Instead, my motivation, like the road-crossing chicken in all the jokes, will be to get to the other side. My other motivation, and here you can help me, will be to help children fighting a cancer that claims more little lives than any other in this country: neuroblastoma.

Today is the first day of September, and Childhood Cancer Awareness Month. So help me help Families Against Neuroblastoma help children battling the disease all over the country. Click on this & pass it on too: http://www.bmycharity.com/swim2bestival4FAN , and let’s hope September sees some rays of sunshine for those fighting childhood cancers.

Thanks very much everyone who’s supported me, sponsored us, and offered helpful advice on how not to swim like a dick.

Especially my sidekick Sharkboy (my son Rocky, 9) who’s accompanied me on many swims.

If the swim goes well, yes, you can do it in a few years’ time, Rocky. In the meantime, like all the normal people, who I’m secretly quite jealous of, you can get the car ferry.

Ashley the Jedi Knight

Two weeks today as normal people get the ferry to Bestival, the summer’s last big festival, on the Isle of Wight, I’ll be dipping my toes into the Solent, wondering why I ever thought it was a good idea to swim there. 

September 8 will also be an important date for Ashley Hyde’s family.

Ashley, 7, was a happy young boy whose love of Star Wars and big smile made him a great character to cover when we ran his story in Chat magazine when I worked there.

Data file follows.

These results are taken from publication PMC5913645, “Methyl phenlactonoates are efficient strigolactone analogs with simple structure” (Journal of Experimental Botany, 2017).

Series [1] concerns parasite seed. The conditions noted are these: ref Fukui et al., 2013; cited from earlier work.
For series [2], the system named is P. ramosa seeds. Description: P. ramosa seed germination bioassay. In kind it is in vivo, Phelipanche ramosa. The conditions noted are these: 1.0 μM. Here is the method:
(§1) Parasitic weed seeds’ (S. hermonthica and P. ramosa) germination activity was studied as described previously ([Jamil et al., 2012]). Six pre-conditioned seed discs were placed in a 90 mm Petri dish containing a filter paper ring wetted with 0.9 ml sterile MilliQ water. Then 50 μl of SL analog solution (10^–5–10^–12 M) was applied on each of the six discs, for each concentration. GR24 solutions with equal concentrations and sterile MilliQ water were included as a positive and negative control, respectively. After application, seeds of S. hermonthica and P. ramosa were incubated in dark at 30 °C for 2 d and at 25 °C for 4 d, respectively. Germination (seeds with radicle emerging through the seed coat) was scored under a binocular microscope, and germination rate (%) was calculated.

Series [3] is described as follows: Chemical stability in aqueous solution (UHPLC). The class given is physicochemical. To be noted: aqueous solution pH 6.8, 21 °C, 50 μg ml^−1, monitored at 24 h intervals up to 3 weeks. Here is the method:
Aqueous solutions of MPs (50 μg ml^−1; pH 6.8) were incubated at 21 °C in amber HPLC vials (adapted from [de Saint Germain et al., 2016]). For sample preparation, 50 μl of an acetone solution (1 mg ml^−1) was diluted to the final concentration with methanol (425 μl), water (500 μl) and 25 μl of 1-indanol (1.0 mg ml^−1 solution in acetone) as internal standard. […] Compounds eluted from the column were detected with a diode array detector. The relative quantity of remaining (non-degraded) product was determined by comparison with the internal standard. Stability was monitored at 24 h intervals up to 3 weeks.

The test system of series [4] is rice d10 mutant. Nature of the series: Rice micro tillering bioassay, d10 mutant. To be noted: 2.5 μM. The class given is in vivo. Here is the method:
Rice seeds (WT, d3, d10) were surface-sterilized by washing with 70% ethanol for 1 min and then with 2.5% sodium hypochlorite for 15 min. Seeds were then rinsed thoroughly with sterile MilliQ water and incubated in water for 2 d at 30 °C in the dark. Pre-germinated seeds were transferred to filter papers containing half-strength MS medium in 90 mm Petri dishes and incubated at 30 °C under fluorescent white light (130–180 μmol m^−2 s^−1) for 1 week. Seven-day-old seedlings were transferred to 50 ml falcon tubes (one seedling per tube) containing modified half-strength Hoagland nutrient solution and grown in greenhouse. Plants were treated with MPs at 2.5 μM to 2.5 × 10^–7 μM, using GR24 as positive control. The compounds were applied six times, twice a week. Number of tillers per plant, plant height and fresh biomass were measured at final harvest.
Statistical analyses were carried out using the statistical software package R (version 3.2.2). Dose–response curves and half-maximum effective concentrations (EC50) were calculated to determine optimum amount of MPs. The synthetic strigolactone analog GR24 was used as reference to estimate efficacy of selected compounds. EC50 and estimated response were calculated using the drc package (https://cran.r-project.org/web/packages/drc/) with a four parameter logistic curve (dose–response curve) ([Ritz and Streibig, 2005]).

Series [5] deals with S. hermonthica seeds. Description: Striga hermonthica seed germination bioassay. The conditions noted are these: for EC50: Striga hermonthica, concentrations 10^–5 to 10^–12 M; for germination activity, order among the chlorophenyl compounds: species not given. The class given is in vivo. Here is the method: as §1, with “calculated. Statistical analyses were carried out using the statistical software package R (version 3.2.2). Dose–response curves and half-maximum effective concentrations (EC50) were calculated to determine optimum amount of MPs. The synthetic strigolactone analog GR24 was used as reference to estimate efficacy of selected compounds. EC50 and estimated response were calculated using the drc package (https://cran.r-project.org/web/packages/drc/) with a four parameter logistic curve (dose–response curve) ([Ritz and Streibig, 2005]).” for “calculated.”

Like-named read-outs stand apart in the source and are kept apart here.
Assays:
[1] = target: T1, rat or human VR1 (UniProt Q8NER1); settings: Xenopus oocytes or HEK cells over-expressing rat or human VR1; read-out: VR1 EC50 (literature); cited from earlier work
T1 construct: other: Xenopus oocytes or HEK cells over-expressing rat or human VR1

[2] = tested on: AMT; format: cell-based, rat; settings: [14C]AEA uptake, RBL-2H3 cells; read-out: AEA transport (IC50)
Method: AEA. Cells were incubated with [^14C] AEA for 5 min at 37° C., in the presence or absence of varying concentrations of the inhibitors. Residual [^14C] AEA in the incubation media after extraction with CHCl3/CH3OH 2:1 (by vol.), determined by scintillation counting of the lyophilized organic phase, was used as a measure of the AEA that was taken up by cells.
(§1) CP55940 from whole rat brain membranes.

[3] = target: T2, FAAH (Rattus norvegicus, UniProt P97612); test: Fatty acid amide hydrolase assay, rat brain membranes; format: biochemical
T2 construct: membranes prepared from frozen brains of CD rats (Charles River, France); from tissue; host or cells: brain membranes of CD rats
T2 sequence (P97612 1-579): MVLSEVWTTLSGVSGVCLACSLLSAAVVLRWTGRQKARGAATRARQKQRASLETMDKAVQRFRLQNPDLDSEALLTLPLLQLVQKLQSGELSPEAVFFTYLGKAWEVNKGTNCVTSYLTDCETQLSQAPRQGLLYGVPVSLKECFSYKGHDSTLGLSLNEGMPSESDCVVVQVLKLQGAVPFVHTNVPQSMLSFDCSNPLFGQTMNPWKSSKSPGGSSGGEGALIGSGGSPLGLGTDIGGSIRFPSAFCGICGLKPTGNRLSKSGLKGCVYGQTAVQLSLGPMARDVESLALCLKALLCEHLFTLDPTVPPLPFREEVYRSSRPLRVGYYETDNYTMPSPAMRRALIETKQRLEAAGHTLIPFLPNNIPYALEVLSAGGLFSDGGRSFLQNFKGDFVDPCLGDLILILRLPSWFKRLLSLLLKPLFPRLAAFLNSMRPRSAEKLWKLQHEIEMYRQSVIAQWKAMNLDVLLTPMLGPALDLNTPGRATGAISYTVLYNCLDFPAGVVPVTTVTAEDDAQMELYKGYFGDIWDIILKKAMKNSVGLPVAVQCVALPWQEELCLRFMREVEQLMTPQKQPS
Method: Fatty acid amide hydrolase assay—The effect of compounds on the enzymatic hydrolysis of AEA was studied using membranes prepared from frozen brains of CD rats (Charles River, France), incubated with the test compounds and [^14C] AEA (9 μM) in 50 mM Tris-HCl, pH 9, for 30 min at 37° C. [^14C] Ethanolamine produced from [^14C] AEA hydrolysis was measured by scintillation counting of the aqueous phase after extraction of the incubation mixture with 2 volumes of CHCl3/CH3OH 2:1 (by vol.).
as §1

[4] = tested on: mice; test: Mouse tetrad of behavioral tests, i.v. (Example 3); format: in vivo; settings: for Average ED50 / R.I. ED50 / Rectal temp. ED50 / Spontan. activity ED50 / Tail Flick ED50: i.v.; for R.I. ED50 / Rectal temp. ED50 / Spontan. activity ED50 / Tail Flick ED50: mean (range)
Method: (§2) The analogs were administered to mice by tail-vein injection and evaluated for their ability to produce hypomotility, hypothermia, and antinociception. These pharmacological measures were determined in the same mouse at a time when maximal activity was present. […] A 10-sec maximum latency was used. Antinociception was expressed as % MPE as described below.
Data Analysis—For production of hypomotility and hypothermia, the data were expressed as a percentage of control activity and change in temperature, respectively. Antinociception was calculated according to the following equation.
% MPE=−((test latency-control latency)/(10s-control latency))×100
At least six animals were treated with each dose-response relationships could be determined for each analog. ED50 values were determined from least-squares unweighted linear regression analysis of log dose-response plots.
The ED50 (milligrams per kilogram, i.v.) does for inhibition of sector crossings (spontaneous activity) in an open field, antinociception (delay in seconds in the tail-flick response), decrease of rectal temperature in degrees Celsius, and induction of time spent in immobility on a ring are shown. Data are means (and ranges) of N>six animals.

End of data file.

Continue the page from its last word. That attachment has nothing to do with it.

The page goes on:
On June 9, 2008 Ashley was diagnosed with stage 4 Neuroblastoma. Ashley battled through months of treatment, endless rounds of chemotherapy, radiotherapy, a complex operation and endless procedures.

Throughout Ashley’s gruelling battle with cancer, the Hyde family kept his spirits up, doing lots of fun things with him like training as a Jedi Knight.

‘May the Force be with you,’ Ashley’s parents would reassure their little Jedi Knight. And it seemed it was. In July 2009, Ashley was in remission. 

Ashley described himself as a young Padawan Jedi in training for battle. But sadly the battle was just too big for such a little warrior.

After just six months, in December 2009, Ashley relapsed. Ashley’s family and friends constantly fundraised to send him abroad for treatments not available here. But the disease was too advanced and too aggressive, and despite all the treatments they tried, on September 8, last year, Ashley finally lost his last battle.

Ashley had touched hundreds of people with his unique personality, staying in touch with many schoolfriends with Skype, whatever gruelling treatments he was having. And hundreds of people, including four Star Wars storm troopers turned out to pay their respects to him last September.

Ashley’s family continue to honour him by fundraising in his name to help other children in his situation. Neuroblastoma takes more children in the UK than any other cancer. It can be treatable, and as I write this, there’s many urgent appeals. Families Against Neuroblastoma help families like Ashley’s get urgent treatment. Often abroad and often expensive, and campaign for all the treatments to be available for everyone here too.

FAN is run by ordinary parents, like Ashley’s, who have gone to extraordinary lengths to help these kids. I’ve always been touched by their enthusiasm.

One year on,  this September 8, as Ashley’s family remember him, I’ll be thinking of him too as I set off on my fundraising ferry-dodging swim across the Solent.

Ashley, may the force be with you!